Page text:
A Bangladeshi paramilitary court handed down jail terms of varying degrees to 665 rebel border guards for their roles in the 2009 BDR mutiny, as the country nears the completion of trials of soldiers who were accused of minor mutiny charges.
"The special (paramilitary) court today handed down rigorous imprisonment ranging between four months to seven years to 665 jawans of 44 Rifles Battalion," state prosecutor Lieutenant Colonel Zakir Hossain told newsmen.
The erstwhile Bangladesh Rifles (BDR) is now called Border Guard Bangladesh (BGB) after an exercise to revamp the force after the February 25-26 carnage at the frontier force's Pilkhana headquarters in the capital in 2009.
While the trial of soldiers, who were accused of minor offences like looting, was being held in paramilitary courts, a parallel trial is underway in a civil court that is trying the 'core culprits' accused of slaughtering 74 people, including 57 army officers.
Hossain said the court headed by BGB's Colonel Ehia Azam Khan also simultaneously fined each of the convicts Taka 100 and acquitted eight soldiers as allegations brought against them were not proved under the BDR Act.
Journalists who witnessed the procedure at the makeshift court inside the Pilkhana said the convicts were whisked away in police vans to be brought initially to the high security Dhaka Central Jail.
BGB officials said the six special paramilitary courts have so far completed trial of rebel soldiers in 56 out of 57 units of the frontier force, handing down imprisonment of different terms to more than 5,000 out of suspected 6,054 border guards.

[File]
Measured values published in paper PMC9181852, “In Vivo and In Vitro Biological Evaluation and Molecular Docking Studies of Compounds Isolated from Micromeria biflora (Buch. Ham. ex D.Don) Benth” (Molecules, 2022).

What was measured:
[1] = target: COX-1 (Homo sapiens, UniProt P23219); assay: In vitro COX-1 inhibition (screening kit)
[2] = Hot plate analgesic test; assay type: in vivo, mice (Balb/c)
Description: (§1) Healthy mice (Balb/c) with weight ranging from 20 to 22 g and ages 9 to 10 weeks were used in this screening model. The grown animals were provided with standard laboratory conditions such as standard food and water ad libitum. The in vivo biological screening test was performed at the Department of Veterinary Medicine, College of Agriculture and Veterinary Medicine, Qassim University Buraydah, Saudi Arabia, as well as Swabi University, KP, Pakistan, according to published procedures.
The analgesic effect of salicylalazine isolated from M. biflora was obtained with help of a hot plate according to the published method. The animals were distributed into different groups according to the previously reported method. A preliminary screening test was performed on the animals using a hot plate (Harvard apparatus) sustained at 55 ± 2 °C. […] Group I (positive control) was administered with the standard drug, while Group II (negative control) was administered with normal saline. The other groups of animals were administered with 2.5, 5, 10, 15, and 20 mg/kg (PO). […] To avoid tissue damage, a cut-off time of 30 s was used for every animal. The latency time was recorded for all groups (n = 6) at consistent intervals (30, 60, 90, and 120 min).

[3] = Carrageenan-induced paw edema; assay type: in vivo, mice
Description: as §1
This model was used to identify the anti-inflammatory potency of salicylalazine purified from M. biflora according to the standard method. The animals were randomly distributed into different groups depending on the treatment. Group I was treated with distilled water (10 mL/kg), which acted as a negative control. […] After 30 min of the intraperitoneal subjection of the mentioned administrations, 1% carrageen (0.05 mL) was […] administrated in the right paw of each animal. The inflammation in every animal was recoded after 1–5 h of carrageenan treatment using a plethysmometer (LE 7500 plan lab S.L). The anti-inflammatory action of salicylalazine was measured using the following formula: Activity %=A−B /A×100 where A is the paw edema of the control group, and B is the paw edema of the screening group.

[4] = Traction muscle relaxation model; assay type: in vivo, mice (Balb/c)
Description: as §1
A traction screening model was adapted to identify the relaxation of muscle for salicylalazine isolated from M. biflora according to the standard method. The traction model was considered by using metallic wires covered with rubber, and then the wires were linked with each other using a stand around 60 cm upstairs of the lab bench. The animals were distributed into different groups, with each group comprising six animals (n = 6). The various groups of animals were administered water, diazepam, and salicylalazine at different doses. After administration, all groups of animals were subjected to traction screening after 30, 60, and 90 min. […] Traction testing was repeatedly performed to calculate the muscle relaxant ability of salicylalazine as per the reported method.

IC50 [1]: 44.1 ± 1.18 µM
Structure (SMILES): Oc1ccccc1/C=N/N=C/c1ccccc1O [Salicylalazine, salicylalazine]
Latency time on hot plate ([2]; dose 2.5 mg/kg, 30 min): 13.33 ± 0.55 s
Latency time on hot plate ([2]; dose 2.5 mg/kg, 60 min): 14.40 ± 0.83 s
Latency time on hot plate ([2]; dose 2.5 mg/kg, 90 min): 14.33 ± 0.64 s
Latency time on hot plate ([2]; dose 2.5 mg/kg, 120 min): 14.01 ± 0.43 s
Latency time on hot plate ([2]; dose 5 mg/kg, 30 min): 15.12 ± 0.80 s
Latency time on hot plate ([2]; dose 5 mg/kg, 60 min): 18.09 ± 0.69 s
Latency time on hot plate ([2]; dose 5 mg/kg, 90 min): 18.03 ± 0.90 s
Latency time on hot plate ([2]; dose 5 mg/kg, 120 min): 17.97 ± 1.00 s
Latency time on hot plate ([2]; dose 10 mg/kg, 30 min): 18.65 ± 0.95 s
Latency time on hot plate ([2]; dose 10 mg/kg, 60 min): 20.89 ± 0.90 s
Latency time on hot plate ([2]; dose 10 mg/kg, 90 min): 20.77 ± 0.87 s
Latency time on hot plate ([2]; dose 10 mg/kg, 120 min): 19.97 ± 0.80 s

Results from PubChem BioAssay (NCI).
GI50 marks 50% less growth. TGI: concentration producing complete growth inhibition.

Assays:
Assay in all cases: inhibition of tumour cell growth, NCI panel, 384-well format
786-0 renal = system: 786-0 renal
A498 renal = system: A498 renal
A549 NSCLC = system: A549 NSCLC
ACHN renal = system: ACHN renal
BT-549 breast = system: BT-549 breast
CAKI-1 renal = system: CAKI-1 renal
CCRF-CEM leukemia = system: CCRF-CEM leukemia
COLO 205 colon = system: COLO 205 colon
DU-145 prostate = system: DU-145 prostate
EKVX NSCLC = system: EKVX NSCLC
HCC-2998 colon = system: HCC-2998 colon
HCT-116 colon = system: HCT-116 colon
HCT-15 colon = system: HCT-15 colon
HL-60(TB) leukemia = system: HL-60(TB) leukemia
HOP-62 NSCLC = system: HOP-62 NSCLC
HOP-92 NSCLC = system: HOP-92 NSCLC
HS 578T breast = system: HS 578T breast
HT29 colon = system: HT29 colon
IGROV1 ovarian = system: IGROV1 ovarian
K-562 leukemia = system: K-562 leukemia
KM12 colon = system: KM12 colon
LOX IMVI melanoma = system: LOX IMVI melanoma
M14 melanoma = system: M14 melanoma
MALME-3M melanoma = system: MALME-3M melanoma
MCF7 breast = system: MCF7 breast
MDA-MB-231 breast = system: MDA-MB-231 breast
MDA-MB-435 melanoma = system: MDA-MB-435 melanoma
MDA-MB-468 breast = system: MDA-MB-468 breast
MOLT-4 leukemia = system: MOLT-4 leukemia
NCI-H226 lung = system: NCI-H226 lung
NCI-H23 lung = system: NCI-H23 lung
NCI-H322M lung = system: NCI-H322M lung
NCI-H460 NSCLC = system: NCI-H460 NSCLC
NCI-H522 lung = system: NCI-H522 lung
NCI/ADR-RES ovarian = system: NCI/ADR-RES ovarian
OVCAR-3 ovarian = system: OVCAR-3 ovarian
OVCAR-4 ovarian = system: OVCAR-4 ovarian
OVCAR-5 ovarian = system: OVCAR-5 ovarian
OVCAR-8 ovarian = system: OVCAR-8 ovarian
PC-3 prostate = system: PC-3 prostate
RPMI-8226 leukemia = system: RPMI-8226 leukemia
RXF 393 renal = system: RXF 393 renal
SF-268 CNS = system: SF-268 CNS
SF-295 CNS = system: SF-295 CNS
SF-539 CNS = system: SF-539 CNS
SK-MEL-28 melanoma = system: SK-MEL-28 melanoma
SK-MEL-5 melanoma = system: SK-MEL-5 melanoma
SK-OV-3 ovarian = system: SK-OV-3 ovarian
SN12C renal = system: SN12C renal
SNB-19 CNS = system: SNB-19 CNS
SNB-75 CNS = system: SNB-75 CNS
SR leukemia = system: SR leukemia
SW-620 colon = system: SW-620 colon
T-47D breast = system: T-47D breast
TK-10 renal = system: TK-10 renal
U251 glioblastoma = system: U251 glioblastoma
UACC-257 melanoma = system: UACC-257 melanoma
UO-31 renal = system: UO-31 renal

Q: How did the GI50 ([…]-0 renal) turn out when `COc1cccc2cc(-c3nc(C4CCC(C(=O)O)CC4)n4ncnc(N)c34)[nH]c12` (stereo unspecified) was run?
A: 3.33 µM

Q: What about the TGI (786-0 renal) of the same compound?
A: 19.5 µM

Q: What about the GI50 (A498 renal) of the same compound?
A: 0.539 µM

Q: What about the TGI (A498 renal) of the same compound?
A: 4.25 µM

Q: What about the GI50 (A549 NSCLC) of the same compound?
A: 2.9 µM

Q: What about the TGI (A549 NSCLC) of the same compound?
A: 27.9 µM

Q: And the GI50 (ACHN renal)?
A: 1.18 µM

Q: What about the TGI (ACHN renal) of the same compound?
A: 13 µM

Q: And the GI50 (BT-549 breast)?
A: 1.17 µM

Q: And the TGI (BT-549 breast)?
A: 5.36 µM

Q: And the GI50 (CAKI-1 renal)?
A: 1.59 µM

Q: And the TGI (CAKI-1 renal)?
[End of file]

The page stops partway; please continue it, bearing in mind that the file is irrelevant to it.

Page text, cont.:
The rebel soldiers staged the rebellion at Pilkhana at the heart of the capital city on February 25, 2009 but the mutiny quickly spread at sector headquarters and regional units of the frontier force across the country. The casualties took place only at Pilkhana.
Bangladesh last year renamed the mutiny-infested force and changed its laws, uniform, flag and monogram.
The new law or BGB Act laid out death penalty for mutiny, replacing the previous BDR Act that prescribed only seven years of imprisonment as the highest punishment for ordinary disobedience or breach of command.
The provision of lenient punishment under the previous BDR Act required the trial of the "core culprits" of the 2009 mutiny under the country's civil Penal Code for "murder charges".
The prosecution lawyers at the sessions' judge's court, where the suspected "main massacre culprits" are being tried, said they expected the trial of the 847 detained accused to be completed by the year-end under the penal code which lays out the highest death penalty for the convicts.
"It is clearly understood that the government is very active to complete the trial and so far we have not faced any obstacle from the defence side to disrupt the trial process...we expect it to be completed by the yearend," chief prosecution lawyer of the case Advocate Anisul Haque earlier told PTI.
The authorities earlier scrapped the annual month-long vacation of the Dhaka Sessions Judge's Court to allow for undisrupted trial. Several hundred witnesses have already testified before the court.
A government committee report said "a certain quarter" of soldiers had staged the mutiny exploiting a sense of deprivation of the ordinary BDR soldiers but only a few BDR men knew about the plot to kill.